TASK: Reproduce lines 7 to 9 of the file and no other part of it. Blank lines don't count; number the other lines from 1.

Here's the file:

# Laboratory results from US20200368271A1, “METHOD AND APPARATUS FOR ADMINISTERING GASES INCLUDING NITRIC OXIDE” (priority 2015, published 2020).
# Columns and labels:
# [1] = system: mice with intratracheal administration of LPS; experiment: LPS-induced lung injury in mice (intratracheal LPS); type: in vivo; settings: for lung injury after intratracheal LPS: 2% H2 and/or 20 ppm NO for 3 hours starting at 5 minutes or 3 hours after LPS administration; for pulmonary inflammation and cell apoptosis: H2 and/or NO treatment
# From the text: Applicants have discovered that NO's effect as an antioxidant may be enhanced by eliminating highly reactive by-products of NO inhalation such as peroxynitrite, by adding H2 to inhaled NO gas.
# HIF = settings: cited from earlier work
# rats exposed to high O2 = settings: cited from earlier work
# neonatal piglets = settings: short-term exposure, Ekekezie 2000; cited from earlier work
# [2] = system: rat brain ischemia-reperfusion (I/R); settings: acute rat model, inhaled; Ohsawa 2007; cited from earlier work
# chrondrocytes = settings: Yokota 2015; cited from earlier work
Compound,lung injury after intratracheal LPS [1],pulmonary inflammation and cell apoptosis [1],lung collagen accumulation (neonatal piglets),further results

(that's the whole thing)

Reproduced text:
# neonatal piglets = settings: short-term exposure, Ekekezie 2000; cited from earlier work
# [2] = system: rat brain ischemia-reperfusion (I/R); settings: acute rat model, inhaled; Ohsawa 2007; cited from earlier work
# chrondrocytes = settings: Yokota 2015; cited from earlier work